The Good. The Bad. The Ugly.
When I look back at 2007, my experience can only be described as a roller coaster ride. Every great success was also paired with incredible challenges. In the end, it all creates an equilibrium, and perhaps even a slight improvement since the experiences in and of themselves have helped me learn and grow in ways that wouldn't have been possible otherwise.
I have to admit that I personally started off this year pretty depressed. I had big-city-girl-living-in-a-small-town blues. It took a long time to find even a few like-minded people here, and in the meantime I spent many days working alone from my desk at home. Most of the people I shared interests with lived in Indy- but that proved to be too far for getting together on a regular basis. My husband introduced me to new people whenever he had the chance, and I embraced his students and colleagues as friends, but the school relationship is a delicate one and no matter how awesome someone was as a person, I just never felt completely comfortable divulging very personal information to them. The two people who I became closest with early on, Jamie A. and Dan P. ended up moving for jobs in other cities just as I was starting to really enjoy their friendship- but that's pretty standard for this town and probably why many of the locals just don't get involved with newcomers anymore.
Luckily I have been fortunate to become better friends with Julie M., Anna & Chris B., and Melissa & Shane- though we still don't hang out NEARLY enough because we all lead very busy career-centered lives (I'm equally guilty). I'm just so grateful for those people who force me to step away from my work for just a simple dinner or lunch together. It's their friendship and persistence on involving me in things outside of my work that keeps me sane and healthy- which, ironically, allows me to work even more!
It wasn't until I met Samantha (aka Sam) that I felt like I had really found a best friend- someone who could understand what I was going through as a photographer, a wife, a small business owner, a twenty-something woman, all while living in Terre Haute, IN. What a difference having a really close friend makes. It completely changed my feelings about living in Terre Haute, as if I wouldn't mind living here for several more years. I helped her launch her photography business into a full time venture and she helped me catch up on mine. That's definitely an over-simplification, but without going into a full page of detail, I owe so much to Sam for how she's helped me. No amount of money will add up to everything she's done for me, and I'm sincerely grateful for her and her friendship. (I love you Sam!)
As of January 2007, I knew that I'd be traveling back to Michigan for nearly half of my weddings, Chicago and Washington DC for a few more, and Indianapolis for pretty much everything else, but what I didn't know was how much of an impact that travel would have on my business and personal life. I thought I was prepared with my new and improved iMac, speedy workflow, and limiting my schedule to only 30 weddings, and yet I had no clue what I was REALLY in for.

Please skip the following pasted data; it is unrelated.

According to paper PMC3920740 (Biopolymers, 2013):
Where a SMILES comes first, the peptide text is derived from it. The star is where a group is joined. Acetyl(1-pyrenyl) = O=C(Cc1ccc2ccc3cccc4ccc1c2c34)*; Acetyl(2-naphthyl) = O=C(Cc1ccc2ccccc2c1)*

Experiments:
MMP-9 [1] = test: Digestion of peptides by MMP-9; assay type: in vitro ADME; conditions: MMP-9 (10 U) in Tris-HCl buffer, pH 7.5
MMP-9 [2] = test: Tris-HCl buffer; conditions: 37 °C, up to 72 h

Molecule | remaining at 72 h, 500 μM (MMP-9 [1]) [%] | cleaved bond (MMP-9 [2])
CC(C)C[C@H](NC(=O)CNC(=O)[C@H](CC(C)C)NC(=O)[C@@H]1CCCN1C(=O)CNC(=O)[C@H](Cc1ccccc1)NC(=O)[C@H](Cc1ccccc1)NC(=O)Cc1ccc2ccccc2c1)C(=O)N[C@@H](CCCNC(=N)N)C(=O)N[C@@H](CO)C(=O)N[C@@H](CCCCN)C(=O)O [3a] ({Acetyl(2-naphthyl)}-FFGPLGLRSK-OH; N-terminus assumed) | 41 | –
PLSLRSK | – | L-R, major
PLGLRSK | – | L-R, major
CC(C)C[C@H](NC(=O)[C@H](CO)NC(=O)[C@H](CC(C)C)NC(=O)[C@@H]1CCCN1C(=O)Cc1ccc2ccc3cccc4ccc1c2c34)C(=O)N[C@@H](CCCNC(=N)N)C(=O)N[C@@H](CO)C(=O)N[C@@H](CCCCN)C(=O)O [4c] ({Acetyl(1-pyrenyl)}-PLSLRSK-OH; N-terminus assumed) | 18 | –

I used to think traveling was so glamorous, but now I know that traveling for work is not nearly as glamorous as traveling for pleasure. Consider the traveling salesman. When you're traveling for work, there is no "down-time". Nearly every minute is spent in anticipation or planning for what you're about to do next. Going back to your hotel alone isn't the same as going back home to your family. You have obligations and timelines to keep, and the pressure to deliver keeps the stress level high enough to prevent total relaxation for the duration of the trip. At least that's what it's like for me. Of course I'd never show it- after all, what bride and groom needs one more flakey-stress-head at their wedding?! So, I have to find ways to remain calm and relaxed under so much pressure, which usually means planning much more time than needed in case any small thing creates a set-back... which almost always happens. Semper pratus = always prepared.
With the above said, I would much rather be traveling in order to do what I love, for people I love, than feeling stuck and confined to something less than ideal just to stay close to home. I don't take for granted how fortunate I am to be able to do what I love- it's the most fulfilling feeling in the world and it's that feeling that gets me through the really rough times and pushes me to strive forward. Being able to work with awesome people is the best icing a cake could ever have. And if it weren't for my awesome clients, I wouldn't be able to do what I love.
So, just as I was recovering from the setbacks of 2006, my 2007 weddings started pouring in, along with all of the travel associated with those weddings. Each out of town wedding requires two days of travel- which means two days that I can't do the work that needs to be done behind a calibrated monitor in controlled lighting conditions (post-processing and photoshop work). Add to that: the day for the wedding and a day for catching up on things while I was gone and you've just filled 4 out of 7 days of the week, leaving me only 3 days to accomplish a series of tasks that normally takes 6 days. In late 2006 I was able to streamline my workflow from about two weeks down to one for each wedding, but I was still doing everything on my own because I had not budgeted additional help into my pricing. It didn't take long before I realized that even with an improved workflow and computer, I was quickly falling behind just by the sheer limits of space and time.
I have very high quality standards and will sacrifice many other things before giving up quality, so you can imagine how difficult it was for me to resign myself to finding someone else to help me produce the quality I love in a time when it simply wasn't possible for me to do it all myself. Even more difficult, was finding the right people to help- and for a price that would still allow me to cover my expenses and have just a little left over to reinvest in myself, cover any emergencies, and to add improvements to my business when needed. After several months and even posting flyers at the local art department (which proved unsuccessful), I finally found someone to help me with my editing, but because she only had a laptop, she couldn't help me with post-production. After working on a few weddings, she was quickly able to take my feedback and reproduce my editing style, but that still left the most time-intensive part of the process up to me when I was already at a deficiency of time.